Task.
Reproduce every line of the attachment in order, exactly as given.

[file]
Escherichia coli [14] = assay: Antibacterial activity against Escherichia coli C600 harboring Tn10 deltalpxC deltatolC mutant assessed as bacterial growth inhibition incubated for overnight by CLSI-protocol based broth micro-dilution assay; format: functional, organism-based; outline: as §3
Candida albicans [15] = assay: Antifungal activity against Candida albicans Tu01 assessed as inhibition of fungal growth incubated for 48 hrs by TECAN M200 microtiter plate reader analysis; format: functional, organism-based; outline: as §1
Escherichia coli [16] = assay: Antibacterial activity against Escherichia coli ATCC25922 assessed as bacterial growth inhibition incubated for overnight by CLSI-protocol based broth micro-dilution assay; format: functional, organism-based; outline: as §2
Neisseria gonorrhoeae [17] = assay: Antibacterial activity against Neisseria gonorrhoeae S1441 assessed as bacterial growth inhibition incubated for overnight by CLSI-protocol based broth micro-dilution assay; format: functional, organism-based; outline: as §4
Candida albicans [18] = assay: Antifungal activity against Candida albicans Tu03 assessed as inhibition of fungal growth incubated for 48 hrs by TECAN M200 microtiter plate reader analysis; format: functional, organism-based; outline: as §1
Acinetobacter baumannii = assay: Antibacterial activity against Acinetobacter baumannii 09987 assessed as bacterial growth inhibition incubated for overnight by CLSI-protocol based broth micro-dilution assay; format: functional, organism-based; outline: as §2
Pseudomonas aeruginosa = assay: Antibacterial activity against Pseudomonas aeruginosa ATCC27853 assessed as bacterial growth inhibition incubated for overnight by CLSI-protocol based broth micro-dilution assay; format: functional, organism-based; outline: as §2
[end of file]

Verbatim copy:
Escherichia coli [14] = assay: Antibacterial activity against Escherichia coli C600 harboring Tn10 deltalpxC deltatolC mutant assessed as bacterial growth inhibition incubated for overnight by CLSI-protocol based broth micro-dilution assay; format: functional, organism-based; outline: as §3
Candida albicans [15] = assay: Antifungal activity against Candida albicans Tu01 assessed as inhibition of fungal growth incubated for 48 hrs by TECAN M200 microtiter plate reader analysis; format: functional, organism-based; outline: as §1
Escherichia coli [16] = assay: Antibacterial activity against Escherichia coli ATCC25922 assessed as bacterial growth inhibition incubated for overnight by CLSI-protocol based broth micro-dilution assay; format: functional, organism-based; outline: as §2
Neisseria gonorrhoeae [17] = assay: Antibacterial activity against Neisseria gonorrhoeae S1441 assessed as bacterial growth inhibition incubated for overnight by CLSI-protocol based broth micro-dilution assay; format: functional, organism-based; outline: as §4
Candida albicans [18] = assay: Antifungal activity against Candida albicans Tu03 assessed as inhibition of fungal growth incubated for 48 hrs by TECAN M200 microtiter plate reader analysis; format: functional, organism-based; outline: as §1
Acinetobacter baumannii = assay: Antibacterial activity against Acinetobacter baumannii 09987 assessed as bacterial growth inhibition incubated for overnight by CLSI-protocol based broth micro-dilution assay; format: functional, organism-based; outline: as §2
Pseudomonas aeruginosa = assay: Antibacterial activity against Pseudomonas aeruginosa ATCC27853 assessed as bacterial growth inhibition incubated for overnight by CLSI-protocol based broth micro-dilution assay; format: functional, organism-based; outline: as §2